The De Beers Group has announced its production results for 2018 and Q4 2018, reporting that annual production increased by nearly 7% to 35.3 million carats, while a 4% decline in carats sold was offset by a higher average price per carat, leading revenues to rise 2% to $5.4 billion. They said the rise is production was due to a planned increase at the Orapa mine, although the group's output was in the lower half of the production guidance range of 35 to 36 million carats.
International Mining and Dredging Holdings (IMDH) will be holding its first tender since 2016 of Namibian marine-mined rough diamonds at Bonas-Couzyn’s Antwerp offices. Bonas said the first sale from IMDH will bring to market approximately 47,000cts of original marine goods of gem quality, mined by the specialist mining vessel, the Ya Toivo. “This exciting source will be holding regular ROM production tenders with Bonas-Couzyn in Antwerp throughout 2019,” the tender house said.
Canadian-based and TSX-listed company Diamond Fields Resources Inc. (DFR) recently announced the shipment of a 25,152-carat parcel of rough diamonds to Antwerp for independent valuation, deep-boiling and initial sorting in preparation for sale. The diamonds were recovered from the ML111 licence offshore Namibia during the first 25 days of mining, between November 11 and December 5, 2018. The shipment is the first since mining restarted, having been on hold since 2016.
De Beers’ rough diamond production declined by 5% to 8.7 million carats in the third quarter due to planned reductions in mining volumes in Botswana and South Africa, the miner announced today. In Botswana, production at the Jwaneng mine declined by 6% to 5.7 million carats due to the planned processing of lower grade material. Production at the Orapa mine remained in line with Q3 2017 at 2.6 million carats.
Diamond Fields Resources (DFR) has confirmed, via its subsidiary Nutam Operations (Pty) Ltd, that the mining vessel "Ya Toivo" is scheduled to enter Namibian waters during the first week of November 2018. Once in position, the m/v Ya Toivo will commence mining operations on the ML111 license area, which is held by DFR through its Namibian subsidiary Diamond Fields (Namibia) (Pty) Ltd.
De Beers rough diamond production increased three percent to 9.0 million carats during the second quarter of 2018, "reflecting production increases to meet stronger demand as well as the contribution from the ramp-up at Gahcho Kué", the company today announced.
Namibia's diamond mining industry is estimated to maintain a high growth level during 2018 before contracting in 2019 due to the depletion of onshore diamond deposits, according to the Bank of Namibia's economic outlook for July 2018. The sector's projected growth is 10.9% in 2018, which is reasonably high, despite a slowdown from 12% in 2017. The diamond sector is, however, expected to contract by 5.3% in 2019 due to lower production from onshore mines during that year.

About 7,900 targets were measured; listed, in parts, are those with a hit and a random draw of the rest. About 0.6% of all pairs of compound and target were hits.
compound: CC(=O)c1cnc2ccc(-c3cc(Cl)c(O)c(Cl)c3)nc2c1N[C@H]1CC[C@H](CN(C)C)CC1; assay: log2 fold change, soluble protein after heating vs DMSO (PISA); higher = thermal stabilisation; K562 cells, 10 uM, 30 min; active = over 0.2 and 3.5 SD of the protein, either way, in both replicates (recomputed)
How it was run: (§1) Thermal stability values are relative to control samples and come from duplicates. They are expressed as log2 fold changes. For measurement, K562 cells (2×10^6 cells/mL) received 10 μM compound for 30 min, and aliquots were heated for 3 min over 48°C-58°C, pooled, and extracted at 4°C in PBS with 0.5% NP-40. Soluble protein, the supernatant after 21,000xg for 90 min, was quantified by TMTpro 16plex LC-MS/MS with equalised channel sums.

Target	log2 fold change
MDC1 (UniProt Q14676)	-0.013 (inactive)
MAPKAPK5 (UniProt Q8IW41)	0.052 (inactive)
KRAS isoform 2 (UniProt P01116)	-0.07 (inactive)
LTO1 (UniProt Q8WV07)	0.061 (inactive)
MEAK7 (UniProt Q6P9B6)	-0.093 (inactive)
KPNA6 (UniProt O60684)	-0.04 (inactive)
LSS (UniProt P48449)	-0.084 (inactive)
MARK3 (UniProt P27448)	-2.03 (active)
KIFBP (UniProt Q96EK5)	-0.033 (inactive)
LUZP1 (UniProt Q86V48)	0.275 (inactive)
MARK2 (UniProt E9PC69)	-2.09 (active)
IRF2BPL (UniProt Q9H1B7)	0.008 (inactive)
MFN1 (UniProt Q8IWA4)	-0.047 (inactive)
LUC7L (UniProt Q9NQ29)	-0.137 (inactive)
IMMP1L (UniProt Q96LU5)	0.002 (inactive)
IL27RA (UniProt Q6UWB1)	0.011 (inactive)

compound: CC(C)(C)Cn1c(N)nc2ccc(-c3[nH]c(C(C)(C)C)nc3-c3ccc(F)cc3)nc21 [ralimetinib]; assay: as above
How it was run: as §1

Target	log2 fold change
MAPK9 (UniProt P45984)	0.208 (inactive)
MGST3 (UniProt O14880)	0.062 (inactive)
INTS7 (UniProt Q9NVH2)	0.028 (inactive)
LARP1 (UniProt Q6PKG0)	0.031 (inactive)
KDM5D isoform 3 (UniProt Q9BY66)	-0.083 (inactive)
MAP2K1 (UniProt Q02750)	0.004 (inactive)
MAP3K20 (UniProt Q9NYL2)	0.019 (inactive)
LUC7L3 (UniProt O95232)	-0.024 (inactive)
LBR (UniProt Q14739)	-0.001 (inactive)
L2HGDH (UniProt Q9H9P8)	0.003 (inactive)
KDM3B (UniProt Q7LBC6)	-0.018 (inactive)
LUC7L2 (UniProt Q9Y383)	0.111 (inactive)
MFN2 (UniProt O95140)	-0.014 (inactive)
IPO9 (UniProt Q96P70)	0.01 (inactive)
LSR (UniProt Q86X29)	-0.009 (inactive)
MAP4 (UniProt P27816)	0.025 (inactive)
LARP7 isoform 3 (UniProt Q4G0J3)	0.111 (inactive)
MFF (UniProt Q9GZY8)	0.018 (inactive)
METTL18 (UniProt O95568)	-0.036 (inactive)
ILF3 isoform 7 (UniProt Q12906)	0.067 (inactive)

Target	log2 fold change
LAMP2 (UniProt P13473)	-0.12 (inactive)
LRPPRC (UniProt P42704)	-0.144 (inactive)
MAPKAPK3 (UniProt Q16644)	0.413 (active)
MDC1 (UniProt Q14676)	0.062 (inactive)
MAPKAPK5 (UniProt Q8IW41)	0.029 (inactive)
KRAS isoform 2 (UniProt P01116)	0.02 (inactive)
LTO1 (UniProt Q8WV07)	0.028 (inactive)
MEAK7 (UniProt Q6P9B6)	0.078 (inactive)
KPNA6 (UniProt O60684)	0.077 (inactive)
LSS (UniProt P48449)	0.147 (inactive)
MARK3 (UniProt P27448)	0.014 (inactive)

Sky Investments, which is owned by the Hong Kong-based KGK group, has officially opened a new cutting and polishing factory in Windhoek, Namibia.
Namdeb Holdings, a 50/50 joint venture between the Government of the Republic of Namibia and De Beers Group, today (Feb. 9) announced it is to seek a buyer for its Elizabeth Bay mine to secure its long-term future, according to a De Beers Group release. The mine was commissioned in 1991 and is located along the south-western coast of Namibia near the town Lüderitz. It employs around 160 people and produced around 200,000 carats in 2017.
Interest in mining Namibian waters for diamonds is running hot, as yesterday (Nov. 20) Canadian miner Diamond Fields International (DFI) announced it is set to resume its mining activities off the coast of Namibia in 2018, while Norwegian shipbuilder Kleven signed an MoU with De Beers Marine Namibia for building an offshore vessel purpose-designed to support seabed mining operations.
DDA Trading, part of the DDA Group, has announced its third sale of Namibian Marine rough diamonds, which can be viewed in Antwerp from Monday the 6th to Tuesday the 14th of November. The sale will close on Tuesday, 14 November. DDA Trading will be offering approximately 15,000 cts of full ROM, Original Marine Goods of gem quality. The goods are from the underwater concessions of Samicor.
Namdeb, a 50/50 joint venture between the Namibian government and Anglo American’s diamond unit De Beers plans to close four mines by 2022 in the southern African country, reports Reuters following a statement made by a union official in a local newspaper. The Namibian Sun quoted Mineworkers Union of Namibia Oranjemund branch chairperson Mbidhi Shavuka as saying “We understand that it is the nature of the resource; diamonds are finite." The mines affected are Elizabeth Bay Mine, which will be shut down at the end of 2018, Daberas at the end of 20
With De Beers leading the charge by increasing rough production 46% in Q3 and 29% for the first nine months of the year, as ALROSA increased production 6% thus far in 2017, the two diamond mining giants together have churned out 54.8 million carats in the first nine months of 2017, a 15% increase over the 47.5 million carats during the same time frame last year.
The Russian government wants Alrosa to offer more favorable terms to local cutters so they are able to compete in a market that’s dominated by Indian manufacturers.
Alrosa has chosen to focus on mining, where it can get bigger margins, leaving Kristall Production Corp. and other cutters to buy stones at similar terms as overseas competitors. They are struggling to compete with centers like India, the largest polishing center, due to manufacturing being cheaper - it manufactures 90% of the world’s diamonds - and a workforce of 1 million.